Alan Atkinson reviews 'Hidden in Plain View: The Aboriginal people of coastal Sydney' by Paul Irish

Alan Atkinson reviews 'Hidden in Plain View: The Aboriginal people of coastal Sydney' by Paul Irish

Hidden in Plain View: The Aboriginal people of coastal Sydney

by Paul Irish

NewSouth, $34.99 pb, 208 pp, 9781742235110

Nothing has done more to add to the ingenuity of Australian history writing than the study of Indigenous experience. This book, which concentrates on people living in Sydney and its immediate hinterlands from 1788 to the 1930s, is a case in point.

The impact of such scholarship has been a long drawn-out process, often echoing trends in various areas overseas. In 2001, for instance, James Belich’s book Making Peoples: A history of the New Zealanders, the first part of a two-volume history, deliberately focused on New Zealanders rather than New Zealand, on peoples rather than territory, and on interactions rather than bodies of power. Human beings are all treated primarily as thinking agents. National boundaries, all boundaries in fact, are not just limits to authority but also lines to be crossed, maybe on long journeys. Movement matters more than stasis, and commerce and conversation more than hierarchy. The New Zealand experience lends itself fairly easily to this approach, because both Māori and Pākehā were long-distance immigrants and, as Belich shows, commercial peoples.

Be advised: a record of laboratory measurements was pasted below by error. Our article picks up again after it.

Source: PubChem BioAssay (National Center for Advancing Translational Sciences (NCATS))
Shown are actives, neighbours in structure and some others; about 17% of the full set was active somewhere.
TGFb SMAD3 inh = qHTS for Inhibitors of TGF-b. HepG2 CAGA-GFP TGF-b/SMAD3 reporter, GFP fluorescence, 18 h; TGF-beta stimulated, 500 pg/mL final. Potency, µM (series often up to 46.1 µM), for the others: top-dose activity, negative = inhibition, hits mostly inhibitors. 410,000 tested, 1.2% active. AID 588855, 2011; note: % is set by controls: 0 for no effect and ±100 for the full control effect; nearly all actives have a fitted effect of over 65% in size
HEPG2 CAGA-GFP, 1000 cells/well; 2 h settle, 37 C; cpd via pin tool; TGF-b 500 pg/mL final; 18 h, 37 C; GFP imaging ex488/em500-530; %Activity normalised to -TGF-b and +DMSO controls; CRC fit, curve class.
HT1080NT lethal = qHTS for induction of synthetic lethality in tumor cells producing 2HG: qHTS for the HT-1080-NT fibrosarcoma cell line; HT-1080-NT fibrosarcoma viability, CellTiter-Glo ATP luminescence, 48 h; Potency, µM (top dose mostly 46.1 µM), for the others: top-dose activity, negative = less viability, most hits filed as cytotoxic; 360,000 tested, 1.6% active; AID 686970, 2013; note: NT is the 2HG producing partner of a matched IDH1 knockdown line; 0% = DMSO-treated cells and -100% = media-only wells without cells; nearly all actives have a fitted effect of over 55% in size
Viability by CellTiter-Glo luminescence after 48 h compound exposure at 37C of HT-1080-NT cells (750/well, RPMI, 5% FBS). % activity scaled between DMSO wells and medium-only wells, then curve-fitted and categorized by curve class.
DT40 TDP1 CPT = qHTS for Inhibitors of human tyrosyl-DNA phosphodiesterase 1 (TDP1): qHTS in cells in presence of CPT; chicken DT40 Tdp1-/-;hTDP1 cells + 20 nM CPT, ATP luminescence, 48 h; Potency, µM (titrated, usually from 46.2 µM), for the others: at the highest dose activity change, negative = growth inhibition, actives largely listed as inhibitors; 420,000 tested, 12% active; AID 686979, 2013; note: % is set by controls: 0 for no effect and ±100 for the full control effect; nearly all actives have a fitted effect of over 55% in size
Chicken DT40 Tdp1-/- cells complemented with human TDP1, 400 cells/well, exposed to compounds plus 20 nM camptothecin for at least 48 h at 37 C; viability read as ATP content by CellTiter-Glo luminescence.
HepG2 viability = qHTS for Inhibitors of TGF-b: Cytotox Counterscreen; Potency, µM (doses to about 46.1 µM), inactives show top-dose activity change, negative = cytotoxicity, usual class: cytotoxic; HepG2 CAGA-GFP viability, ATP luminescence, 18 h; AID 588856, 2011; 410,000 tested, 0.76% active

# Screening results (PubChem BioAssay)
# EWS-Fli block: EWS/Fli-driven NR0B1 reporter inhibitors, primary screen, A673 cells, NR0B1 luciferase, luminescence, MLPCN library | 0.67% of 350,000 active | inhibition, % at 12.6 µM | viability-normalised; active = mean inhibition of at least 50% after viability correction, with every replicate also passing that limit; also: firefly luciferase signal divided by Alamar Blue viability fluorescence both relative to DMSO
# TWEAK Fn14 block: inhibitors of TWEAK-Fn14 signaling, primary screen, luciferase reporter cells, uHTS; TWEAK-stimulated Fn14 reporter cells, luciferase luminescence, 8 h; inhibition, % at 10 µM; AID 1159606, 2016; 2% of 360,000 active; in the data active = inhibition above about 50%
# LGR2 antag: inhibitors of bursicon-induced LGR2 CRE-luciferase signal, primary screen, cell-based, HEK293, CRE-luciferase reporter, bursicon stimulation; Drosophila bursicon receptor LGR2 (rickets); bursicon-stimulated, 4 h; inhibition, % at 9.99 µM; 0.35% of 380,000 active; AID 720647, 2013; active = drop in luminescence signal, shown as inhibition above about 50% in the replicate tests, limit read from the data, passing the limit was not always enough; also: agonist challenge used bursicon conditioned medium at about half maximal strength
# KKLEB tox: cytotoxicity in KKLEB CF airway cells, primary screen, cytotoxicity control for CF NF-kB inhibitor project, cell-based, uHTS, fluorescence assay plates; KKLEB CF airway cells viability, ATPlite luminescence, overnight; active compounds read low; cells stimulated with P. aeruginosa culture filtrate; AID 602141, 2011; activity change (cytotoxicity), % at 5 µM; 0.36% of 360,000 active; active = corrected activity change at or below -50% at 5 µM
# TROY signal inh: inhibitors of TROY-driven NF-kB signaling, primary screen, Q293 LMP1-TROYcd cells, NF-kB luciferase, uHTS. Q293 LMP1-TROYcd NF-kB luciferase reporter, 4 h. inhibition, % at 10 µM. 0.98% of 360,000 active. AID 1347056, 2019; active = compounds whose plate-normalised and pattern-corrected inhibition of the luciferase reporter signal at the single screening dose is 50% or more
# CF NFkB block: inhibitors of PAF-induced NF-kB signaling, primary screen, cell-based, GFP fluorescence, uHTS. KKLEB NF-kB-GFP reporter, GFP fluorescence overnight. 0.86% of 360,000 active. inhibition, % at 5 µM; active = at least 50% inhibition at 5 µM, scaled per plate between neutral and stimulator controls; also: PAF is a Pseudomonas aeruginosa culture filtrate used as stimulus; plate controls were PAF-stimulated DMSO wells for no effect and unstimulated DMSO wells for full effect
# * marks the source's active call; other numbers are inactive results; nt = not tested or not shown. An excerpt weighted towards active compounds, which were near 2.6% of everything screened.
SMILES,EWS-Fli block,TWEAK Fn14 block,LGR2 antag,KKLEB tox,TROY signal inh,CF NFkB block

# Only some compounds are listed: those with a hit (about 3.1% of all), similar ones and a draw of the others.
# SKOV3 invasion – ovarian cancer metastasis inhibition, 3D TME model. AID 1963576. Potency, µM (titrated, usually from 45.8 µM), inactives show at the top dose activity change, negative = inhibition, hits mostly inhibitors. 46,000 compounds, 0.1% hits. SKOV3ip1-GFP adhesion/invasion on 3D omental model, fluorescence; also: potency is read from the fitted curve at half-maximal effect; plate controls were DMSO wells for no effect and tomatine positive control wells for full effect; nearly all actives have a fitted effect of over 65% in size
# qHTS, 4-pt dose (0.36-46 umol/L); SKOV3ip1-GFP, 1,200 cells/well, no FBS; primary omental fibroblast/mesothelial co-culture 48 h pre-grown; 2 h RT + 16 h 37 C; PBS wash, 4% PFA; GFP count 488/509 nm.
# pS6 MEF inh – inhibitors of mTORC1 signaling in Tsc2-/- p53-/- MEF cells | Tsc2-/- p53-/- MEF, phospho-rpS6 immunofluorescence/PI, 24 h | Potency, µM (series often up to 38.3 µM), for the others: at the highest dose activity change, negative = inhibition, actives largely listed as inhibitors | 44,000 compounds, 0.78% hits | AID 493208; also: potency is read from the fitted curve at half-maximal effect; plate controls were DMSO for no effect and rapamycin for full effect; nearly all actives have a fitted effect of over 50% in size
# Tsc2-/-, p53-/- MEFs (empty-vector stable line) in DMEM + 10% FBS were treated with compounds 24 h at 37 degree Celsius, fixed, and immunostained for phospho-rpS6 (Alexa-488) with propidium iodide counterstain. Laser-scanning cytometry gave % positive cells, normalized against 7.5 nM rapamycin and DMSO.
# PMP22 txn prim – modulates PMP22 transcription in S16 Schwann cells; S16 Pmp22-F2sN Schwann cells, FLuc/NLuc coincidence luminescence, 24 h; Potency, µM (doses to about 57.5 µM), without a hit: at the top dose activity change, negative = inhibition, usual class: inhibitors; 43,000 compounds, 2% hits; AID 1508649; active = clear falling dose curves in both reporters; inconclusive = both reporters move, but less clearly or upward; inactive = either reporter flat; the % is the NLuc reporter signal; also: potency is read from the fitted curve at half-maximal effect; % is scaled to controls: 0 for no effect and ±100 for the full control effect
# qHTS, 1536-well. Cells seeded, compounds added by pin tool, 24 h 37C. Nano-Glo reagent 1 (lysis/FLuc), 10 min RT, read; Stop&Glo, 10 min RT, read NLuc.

Read the rest of this article by purchasing a subscription to ABR Online, or subscribe to the print edition to receive access to ABR Online free of charge.

If you are a single issue subscriber you will need to upgrade your subscription to view back issues.

If you are already subscribed, click here to log in.

Published in August 2017, no. 393
Alan Atkinson

Alan Atkinson

Alan Atkinson is currently attached to the University of Sydney, where he is Senior Tutor at St Paul’s College. The third and final volume of his book, The Europeans in Australia, won the Victorian Prize for Literature 2015, and has been shortlisted in the NSW Premier’s Literary Awards and for the Ernest Scott Prize. He is also the author of Camden and The Commonwealth of Speech.